Many thanks to all who attended the 2016 conference. We are now beginning to think about SRTS 2017, which will be held at St Anne’s College on Friday 22 and Saturday 23 September. Watch this space for more details…
Report on the 2016 Conference
The Sir Robert Taylor Society is a network of teachers, academics and others interested in Modern Languages. We aim to foster links between secondary schools and the University of Oxford, provide a forum for discussion about issues pertinent to the teaching of MFL, and offer guidance about university admissions.
Our 58th annual conference took place at Lady Margaret Hall, Oxford on Friday 22 and Saturday 23 September 2016. One hundred and twenty teachers were in attendance: sixty-two from the independent sector, fifty-six from the maintained sector, and two retired members. In addition to this, around twenty-five members of the Medieval and Modern Languages faculty at the University of Oxford attended, as well as affiliated guests, including representatives from the University of Cambridge and our guest speaker Prof. Michael Worton, former Vice-Provost of University College London.
The programme offered a mix of academic taster lectures and admissions sessions. We opened with a presentation by Prof. Catriona Seth, who introduced her new project ‘Les Liaisons Dangereuses in 5×5’, which explores multimedia adaptations of Laclos’ novel. Following this, there was a panel on twentieth-century theatre: academics from five sub-faculties gave short introductions to Chekhov, Pirandello, Brecht, Lorca, and Beckett.
Friday’s programme closed with a performance of ‘Never say Never’, a translation and adaptation of Alfred de Musset’s Il ne faut jurer de rien, performed by students of the university. After the play, delegates moved to a drinks reception and formal dinner, at which Prof. Worton gave a speech outlining some of the challenges facing MFL and emphasising the need to continue to promote the subject, particularly in the wake of ‘Brexit’. Prof. Worton’s wealth of experience in teaching modern languages, and his evident passion for the subject and the variety of cultures to which languages give us access empowered us all to become ‘agents of change’. This was followed by an equally enjoyable trip to the college bar!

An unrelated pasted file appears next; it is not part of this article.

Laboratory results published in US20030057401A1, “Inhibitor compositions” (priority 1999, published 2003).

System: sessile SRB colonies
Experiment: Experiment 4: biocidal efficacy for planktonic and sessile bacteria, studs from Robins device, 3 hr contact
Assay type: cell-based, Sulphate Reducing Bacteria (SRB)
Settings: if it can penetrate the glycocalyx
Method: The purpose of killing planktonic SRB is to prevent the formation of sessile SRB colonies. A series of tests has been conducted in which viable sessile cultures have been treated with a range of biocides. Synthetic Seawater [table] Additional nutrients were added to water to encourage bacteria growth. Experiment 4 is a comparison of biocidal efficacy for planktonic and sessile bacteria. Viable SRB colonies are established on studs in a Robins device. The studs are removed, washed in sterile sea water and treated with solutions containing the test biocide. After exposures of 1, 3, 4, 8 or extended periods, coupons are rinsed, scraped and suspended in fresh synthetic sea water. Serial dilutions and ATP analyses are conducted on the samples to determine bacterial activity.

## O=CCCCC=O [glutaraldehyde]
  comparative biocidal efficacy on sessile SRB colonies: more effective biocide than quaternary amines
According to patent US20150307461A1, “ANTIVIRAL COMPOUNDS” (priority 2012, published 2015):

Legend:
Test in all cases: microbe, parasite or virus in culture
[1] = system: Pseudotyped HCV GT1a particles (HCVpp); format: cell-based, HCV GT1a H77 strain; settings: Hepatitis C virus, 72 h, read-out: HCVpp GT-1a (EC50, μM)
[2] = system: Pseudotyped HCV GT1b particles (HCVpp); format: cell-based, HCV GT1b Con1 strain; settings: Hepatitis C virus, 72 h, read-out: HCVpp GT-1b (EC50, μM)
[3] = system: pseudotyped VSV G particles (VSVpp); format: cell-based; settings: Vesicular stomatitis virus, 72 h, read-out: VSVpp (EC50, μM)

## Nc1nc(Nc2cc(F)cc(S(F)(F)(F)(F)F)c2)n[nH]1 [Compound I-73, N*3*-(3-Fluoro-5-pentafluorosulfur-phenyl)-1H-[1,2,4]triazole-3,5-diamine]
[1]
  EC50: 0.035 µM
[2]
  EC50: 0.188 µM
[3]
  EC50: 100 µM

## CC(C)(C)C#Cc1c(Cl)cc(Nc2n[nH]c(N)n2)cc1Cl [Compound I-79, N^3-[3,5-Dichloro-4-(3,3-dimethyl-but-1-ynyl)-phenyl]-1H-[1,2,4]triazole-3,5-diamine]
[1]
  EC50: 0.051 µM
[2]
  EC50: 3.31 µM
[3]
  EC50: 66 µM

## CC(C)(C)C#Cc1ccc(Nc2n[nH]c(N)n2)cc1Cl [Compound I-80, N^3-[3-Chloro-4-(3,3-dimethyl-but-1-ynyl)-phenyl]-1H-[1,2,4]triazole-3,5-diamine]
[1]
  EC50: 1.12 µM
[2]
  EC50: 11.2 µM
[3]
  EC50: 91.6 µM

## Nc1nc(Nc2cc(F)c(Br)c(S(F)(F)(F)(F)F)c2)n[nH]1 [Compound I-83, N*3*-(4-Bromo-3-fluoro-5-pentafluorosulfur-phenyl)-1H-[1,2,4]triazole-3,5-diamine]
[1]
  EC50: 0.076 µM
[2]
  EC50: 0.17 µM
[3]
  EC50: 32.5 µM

Saturday morning opened with two academic presentations: a talk on Cervantes to commemorate the 400th anniversary of his death; and an ‘explication de texte’ – a close reading of a passage from Racine’s Iphigénie. We then moved to the newly introduced ‘Building Bridges’ panel, a session designed to raise any issues MFL faces at the current time and discuss how we might present a united front in tackling these. We heard from faculty members from Oxford and Cambridge, representatives from the independent sector (Nick Mair, Dulwich College) and maintained sector (Irena Hubble-Brezowski, Bridgwater College, and Alex Hobson, Darrick Wood Senior School), as well as voices from the audience. Some of the major points raised included: A Level grading, the new A Level syllabus, the availability of teaching resources for this syllabus, and the varying levels of support MFL receives in schools.
After a break, we had an introduction to studying ab initio languages at Oxford, and modern languages alongside Oriental Studies. This was followed by a mock interview with a current Spanish student at Oxford, and finally by a Q&A about the Oxford admissions process. We finished with lunch and an optional visit to the nearby Pitt Rivers Museum.
Overall, it is clear that Modern Languages faces a challenging time ahead, with alterations to the syllabus and political events throwing the future of the discipline into some doubt. However, what emerged from the conference is that the community of modern linguists is united in its drive to champion MFL, and passion for the subject remains strong within both schools and universities. It was a pleasure to hear so many voices joined in celebration of languages learning.
The SRTS would like to thank the Ferreras-Willetts family for their unfailing support of the society, as well as the National Network for Collaborative Outreach for an additional grant in 2016. Many thanks to Aidan Huxford for providing the photographs.